Growing up in Karatina, Nyeri, Veronica Mwangi was disturbed by news of women dying from bleeding.
When in Class Four, for instance, a girl in her class lost her mother. A couple of months later, people were still talking about her death and how, without medical attention, she had been bleeding.
She also realised that women shied away from going to the hospital. The nearest hospital was about 15 kilometres away. Veronica noticed that one of the reasons women did not like going to hospital was the language barrier as the hospital was run by missionaries from Italy.
During one of the preteen girl talks organised by the Catholic sisters who assisted the missionaries at the hospital — when she was in Class Six — reproductive health came up.
“The sisters mentioned that many women were unable to express themselves when it came to matters reproductive organs and suffered silently,” Veronica recounts.
Explaining your problem to a doctor with whom you do not share a common language is one thing. Telling him or her that you are bleeding in the groin is another.
From the preteens talks, it was planted in Veronica’s mind that menstruation is a natural process. What she could not comprehend, however, was how a natural process would again turn into continuous bleeding and become life-threatening.
The curiosity stayed with her until the year 2000, when she set herself on a journey searching for answers.
“I am a trained meteorologist. But I felt that I was not making much impact. I needed to touch human lives,” Veronica says.
She left meteorology in 2000 and went to work in an administrative post at a laboratory her husband had partnered with a doctor to establish.
While she admits that meteorology has no direct connections with caring for cancer patients, the networks she had built while there proved crucial in the growth of her charity work.
In the laboratory, there was a trend of urine tests and women’s hesitation to see a gynaecologist. From what she observed, nearly all women visiting the lab did urine tests because of its non-invasive nature. They needed simple tests and results that they would take to a pharmacy instead of further examinations.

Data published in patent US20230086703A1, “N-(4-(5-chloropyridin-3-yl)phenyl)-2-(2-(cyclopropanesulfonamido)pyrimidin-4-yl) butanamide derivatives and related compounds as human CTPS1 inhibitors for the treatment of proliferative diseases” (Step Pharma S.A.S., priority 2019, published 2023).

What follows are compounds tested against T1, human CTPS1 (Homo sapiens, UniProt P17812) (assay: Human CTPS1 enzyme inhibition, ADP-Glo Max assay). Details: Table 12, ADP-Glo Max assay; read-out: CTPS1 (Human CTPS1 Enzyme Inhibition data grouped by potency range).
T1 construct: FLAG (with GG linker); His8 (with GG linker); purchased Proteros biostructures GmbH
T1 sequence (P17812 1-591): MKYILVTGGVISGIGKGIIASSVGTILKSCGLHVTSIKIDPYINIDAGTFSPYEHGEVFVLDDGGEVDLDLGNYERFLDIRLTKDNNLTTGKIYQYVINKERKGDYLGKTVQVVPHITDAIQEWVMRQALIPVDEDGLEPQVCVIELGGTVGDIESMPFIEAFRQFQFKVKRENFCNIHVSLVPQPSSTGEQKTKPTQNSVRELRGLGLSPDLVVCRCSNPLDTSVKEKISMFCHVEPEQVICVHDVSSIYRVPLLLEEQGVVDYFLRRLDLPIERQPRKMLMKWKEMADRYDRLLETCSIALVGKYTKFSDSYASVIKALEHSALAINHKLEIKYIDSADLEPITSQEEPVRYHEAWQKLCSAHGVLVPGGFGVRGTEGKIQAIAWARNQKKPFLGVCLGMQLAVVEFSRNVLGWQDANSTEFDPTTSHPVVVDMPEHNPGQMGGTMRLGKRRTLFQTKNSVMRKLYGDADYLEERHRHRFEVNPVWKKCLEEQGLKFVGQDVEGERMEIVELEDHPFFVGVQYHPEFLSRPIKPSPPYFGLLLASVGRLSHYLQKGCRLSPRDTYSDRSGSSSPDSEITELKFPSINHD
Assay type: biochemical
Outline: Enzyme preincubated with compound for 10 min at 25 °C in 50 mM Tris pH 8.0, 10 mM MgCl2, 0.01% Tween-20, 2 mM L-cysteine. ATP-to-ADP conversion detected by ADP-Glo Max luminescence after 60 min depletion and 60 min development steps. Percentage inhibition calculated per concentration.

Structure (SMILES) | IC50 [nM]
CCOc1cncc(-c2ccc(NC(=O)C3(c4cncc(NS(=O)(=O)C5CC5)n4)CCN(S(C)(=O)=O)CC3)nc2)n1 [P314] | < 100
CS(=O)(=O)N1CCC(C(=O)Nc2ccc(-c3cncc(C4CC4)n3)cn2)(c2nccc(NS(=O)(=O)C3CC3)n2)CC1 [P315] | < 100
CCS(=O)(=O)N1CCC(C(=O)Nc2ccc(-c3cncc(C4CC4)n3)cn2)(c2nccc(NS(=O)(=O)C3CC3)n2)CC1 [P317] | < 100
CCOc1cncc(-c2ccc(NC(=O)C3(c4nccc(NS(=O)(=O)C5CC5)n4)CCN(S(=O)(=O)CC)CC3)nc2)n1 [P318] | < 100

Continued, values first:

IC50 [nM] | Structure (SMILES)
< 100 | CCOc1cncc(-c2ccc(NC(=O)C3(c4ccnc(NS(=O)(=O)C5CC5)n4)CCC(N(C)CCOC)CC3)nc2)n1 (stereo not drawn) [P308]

“I wanted to know why this was happening. In the lab, I researched some more. I later learnt that the bleeding was from the reproductive organs and that it was cervical cancer,” she recalls.
In 2009, with the knowledge, she shifted her focus to knowing why women feared Pap smear, a time during which she got another revelation.
“I witnessed another problem I had seen while in the upcountry; that of women shying away from going to the hospital,” recounts Veronica.
She adds, “I followed some cases from the lab to Kenyatta National Hospital and started visiting the ward where cervical cancer patients were admitted.”
“I am naturally a very quiet person, and I do a lot of listening. I would hear their stories of pain. Some were in stage four and were very lonely and dying. They wanted to talk,” she notes.
Veronica encouraged the patients that they should go upcountry and share their experiences with others.
One of the patients from Naivasha had mentioned that she had not disclosed to her close family members about having cervical cancer. However, when she was finally discharged from the hospital months later, she was more enlightened.
“She was ready to face her kin at the grassroots and tell them that her painful journey would have been prevented if only she had the awareness. She was not going to let another woman undergo the same pain in silence,” Veronica recalls.
“That is how I started the awareness program,” she adds.